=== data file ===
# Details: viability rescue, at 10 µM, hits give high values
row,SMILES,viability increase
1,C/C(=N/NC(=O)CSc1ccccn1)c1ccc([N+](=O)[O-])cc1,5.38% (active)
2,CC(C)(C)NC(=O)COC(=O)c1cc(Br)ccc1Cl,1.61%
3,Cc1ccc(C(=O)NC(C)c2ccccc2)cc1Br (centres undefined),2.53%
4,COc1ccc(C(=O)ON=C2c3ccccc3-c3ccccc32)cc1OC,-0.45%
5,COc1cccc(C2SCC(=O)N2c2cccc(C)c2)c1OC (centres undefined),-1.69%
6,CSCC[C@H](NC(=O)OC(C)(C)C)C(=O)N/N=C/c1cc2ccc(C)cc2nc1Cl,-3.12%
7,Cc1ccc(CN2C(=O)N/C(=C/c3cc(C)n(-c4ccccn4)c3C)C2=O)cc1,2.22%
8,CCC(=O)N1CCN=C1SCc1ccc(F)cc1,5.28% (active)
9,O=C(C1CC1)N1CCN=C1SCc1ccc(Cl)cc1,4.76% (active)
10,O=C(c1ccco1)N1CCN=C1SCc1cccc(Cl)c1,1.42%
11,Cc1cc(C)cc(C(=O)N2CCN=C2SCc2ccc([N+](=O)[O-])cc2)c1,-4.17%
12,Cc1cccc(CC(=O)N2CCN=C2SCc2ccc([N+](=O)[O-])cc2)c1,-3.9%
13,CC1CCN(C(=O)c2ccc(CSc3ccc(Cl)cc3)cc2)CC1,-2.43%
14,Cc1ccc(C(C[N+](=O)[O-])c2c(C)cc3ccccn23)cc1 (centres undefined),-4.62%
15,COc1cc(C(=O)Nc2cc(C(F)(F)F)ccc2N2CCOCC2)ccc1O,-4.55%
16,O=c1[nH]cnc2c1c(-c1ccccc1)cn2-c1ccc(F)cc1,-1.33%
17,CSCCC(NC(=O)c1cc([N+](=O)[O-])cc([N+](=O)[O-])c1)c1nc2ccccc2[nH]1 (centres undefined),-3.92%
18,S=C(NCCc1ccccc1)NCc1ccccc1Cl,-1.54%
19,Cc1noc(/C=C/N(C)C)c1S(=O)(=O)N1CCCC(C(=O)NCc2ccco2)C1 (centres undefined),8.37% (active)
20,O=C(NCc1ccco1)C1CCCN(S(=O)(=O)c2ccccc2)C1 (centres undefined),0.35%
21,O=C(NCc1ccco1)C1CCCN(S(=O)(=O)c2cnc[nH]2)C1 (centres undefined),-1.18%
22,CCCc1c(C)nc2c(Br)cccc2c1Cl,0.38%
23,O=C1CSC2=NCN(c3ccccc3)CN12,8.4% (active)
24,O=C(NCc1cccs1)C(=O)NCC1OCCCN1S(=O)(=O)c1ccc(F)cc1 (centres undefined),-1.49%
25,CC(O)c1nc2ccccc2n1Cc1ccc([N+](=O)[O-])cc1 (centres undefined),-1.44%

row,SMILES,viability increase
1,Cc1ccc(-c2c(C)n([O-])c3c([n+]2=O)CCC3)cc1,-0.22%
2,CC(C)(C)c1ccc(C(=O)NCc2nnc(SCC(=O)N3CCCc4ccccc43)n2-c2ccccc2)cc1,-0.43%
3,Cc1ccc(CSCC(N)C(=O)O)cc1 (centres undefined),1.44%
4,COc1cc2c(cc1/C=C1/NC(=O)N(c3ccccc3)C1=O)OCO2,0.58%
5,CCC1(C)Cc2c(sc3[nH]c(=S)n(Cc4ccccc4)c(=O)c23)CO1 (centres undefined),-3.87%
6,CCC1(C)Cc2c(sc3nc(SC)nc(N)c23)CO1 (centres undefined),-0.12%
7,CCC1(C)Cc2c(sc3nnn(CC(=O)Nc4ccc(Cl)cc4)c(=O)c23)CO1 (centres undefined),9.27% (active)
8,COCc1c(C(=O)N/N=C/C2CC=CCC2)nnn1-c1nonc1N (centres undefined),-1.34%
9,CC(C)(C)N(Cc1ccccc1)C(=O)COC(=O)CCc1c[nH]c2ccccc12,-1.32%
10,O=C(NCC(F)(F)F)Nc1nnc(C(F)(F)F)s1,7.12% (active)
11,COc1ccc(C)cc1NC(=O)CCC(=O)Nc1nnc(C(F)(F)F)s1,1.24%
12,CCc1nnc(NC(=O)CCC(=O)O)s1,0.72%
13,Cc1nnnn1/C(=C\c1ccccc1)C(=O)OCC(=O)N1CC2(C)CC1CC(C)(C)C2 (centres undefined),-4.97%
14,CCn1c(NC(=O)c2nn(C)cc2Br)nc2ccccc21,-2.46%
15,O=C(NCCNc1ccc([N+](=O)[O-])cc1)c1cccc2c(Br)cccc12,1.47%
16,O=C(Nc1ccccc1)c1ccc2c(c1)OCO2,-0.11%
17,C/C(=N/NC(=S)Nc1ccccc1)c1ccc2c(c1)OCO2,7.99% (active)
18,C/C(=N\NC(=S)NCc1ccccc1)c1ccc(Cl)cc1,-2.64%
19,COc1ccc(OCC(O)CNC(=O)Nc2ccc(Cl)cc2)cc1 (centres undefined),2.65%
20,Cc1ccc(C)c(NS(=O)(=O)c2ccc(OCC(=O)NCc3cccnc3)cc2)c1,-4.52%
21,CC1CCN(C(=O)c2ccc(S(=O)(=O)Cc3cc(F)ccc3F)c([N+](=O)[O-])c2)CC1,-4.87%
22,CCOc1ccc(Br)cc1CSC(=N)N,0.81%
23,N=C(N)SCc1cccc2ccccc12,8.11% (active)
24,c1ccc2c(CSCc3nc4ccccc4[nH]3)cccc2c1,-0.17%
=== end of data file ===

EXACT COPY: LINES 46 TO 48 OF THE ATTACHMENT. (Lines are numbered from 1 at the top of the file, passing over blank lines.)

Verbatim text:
18,C/C(=N\NC(=S)NCc1ccccc1)c1ccc(Cl)cc1,-2.64%
19,COc1ccc(OCC(O)CNC(=O)Nc2ccc(Cl)cc2)cc1 (centres undefined),2.65%
20,Cc1ccc(C)c(NS(=O)(=O)c2ccc(OCC(=O)NCc3cccnc3)cc2)c1,-4.52%